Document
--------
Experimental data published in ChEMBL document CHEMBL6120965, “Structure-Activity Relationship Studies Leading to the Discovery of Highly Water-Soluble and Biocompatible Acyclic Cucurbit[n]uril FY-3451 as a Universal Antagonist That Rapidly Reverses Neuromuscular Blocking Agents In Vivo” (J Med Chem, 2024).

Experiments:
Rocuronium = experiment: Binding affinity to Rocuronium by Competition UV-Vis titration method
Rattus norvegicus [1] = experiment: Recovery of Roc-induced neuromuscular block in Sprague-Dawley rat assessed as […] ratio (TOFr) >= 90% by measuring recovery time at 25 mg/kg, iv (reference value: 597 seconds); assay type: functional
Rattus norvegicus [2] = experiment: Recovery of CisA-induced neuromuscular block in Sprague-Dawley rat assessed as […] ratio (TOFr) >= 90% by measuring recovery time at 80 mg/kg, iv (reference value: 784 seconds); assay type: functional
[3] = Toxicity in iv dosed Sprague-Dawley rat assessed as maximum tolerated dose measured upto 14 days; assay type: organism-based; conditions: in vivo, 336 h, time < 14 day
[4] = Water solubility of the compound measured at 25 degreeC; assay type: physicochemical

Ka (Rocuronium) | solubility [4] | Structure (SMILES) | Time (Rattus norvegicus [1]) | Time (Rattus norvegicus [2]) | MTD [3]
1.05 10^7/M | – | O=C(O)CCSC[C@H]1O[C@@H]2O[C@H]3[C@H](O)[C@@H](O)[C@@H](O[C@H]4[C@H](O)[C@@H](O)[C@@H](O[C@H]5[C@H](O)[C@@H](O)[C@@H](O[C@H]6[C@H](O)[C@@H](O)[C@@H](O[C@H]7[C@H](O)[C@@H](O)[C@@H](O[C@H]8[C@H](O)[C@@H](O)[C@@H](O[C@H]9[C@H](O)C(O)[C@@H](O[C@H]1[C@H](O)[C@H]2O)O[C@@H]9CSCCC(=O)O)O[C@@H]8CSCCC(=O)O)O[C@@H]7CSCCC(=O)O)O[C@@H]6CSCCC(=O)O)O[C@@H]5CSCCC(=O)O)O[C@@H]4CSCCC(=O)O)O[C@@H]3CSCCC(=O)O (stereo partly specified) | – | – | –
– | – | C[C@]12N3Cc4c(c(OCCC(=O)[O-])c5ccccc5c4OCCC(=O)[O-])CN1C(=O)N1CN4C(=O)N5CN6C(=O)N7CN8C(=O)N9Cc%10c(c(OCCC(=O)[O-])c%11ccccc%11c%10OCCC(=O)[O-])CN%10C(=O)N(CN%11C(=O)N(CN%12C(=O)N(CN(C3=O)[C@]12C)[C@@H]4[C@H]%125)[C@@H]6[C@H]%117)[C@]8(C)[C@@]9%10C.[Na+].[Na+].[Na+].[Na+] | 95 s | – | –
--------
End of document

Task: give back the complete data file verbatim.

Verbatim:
Experimental data published in ChEMBL document CHEMBL6120965, “Structure-Activity Relationship Studies Leading to the Discovery of Highly Water-Soluble and Biocompatible Acyclic Cucurbit[n]uril FY-3451 as a Universal Antagonist That Rapidly Reverses Neuromuscular Blocking Agents In Vivo” (J Med Chem, 2024).

Experiments:
Rocuronium = experiment: Binding affinity to Rocuronium by Competition UV-Vis titration method
Rattus norvegicus [1] = experiment: Recovery of Roc-induced neuromuscular block in Sprague-Dawley rat assessed as […] ratio (TOFr) >= 90% by measuring recovery time at 25 mg/kg, iv (reference value: 597 seconds); assay type: functional
Rattus norvegicus [2] = experiment: Recovery of CisA-induced neuromuscular block in Sprague-Dawley rat assessed as […] ratio (TOFr) >= 90% by measuring recovery time at 80 mg/kg, iv (reference value: 784 seconds); assay type: functional
[3] = Toxicity in iv dosed Sprague-Dawley rat assessed as maximum tolerated dose measured upto 14 days; assay type: organism-based; conditions: in vivo, 336 h, time < 14 day
[4] = Water solubility of the compound measured at 25 degreeC; assay type: physicochemical

Ka (Rocuronium) | solubility [4] | Structure (SMILES) | Time (Rattus norvegicus [1]) | Time (Rattus norvegicus [2]) | MTD [3]
1.05 10^7/M | – | O=C(O)CCSC[C@H]1O[C@@H]2O[C@H]3[C@H](O)[C@@H](O)[C@@H](O[C@H]4[C@H](O)[C@@H](O)[C@@H](O[C@H]5[C@H](O)[C@@H](O)[C@@H](O[C@H]6[C@H](O)[C@@H](O)[C@@H](O[C@H]7[C@H](O)[C@@H](O)[C@@H](O[C@H]8[C@H](O)[C@@H](O)[C@@H](O[C@H]9[C@H](O)C(O)[C@@H](O[C@H]1[C@H](O)[C@H]2O)O[C@@H]9CSCCC(=O)O)O[C@@H]8CSCCC(=O)O)O[C@@H]7CSCCC(=O)O)O[C@@H]6CSCCC(=O)O)O[C@@H]5CSCCC(=O)O)O[C@@H]4CSCCC(=O)O)O[C@@H]3CSCCC(=O)O (stereo partly specified) | – | – | –
– | – | C[C@]12N3Cc4c(c(OCCC(=O)[O-])c5ccccc5c4OCCC(=O)[O-])CN1C(=O)N1CN4C(=O)N5CN6C(=O)N7CN8C(=O)N9Cc%10c(c(OCCC(=O)[O-])c%11ccccc%11c%10OCCC(=O)[O-])CN%10C(=O)N(CN%11C(=O)N(CN%12C(=O)N(CN(C3=O)[C@]12C)[C@@H]4[C@H]%125)[C@@H]6[C@H]%117)[C@]8(C)[C@@]9%10C.[Na+].[Na+].[Na+].[Na+] | 95 s | – | –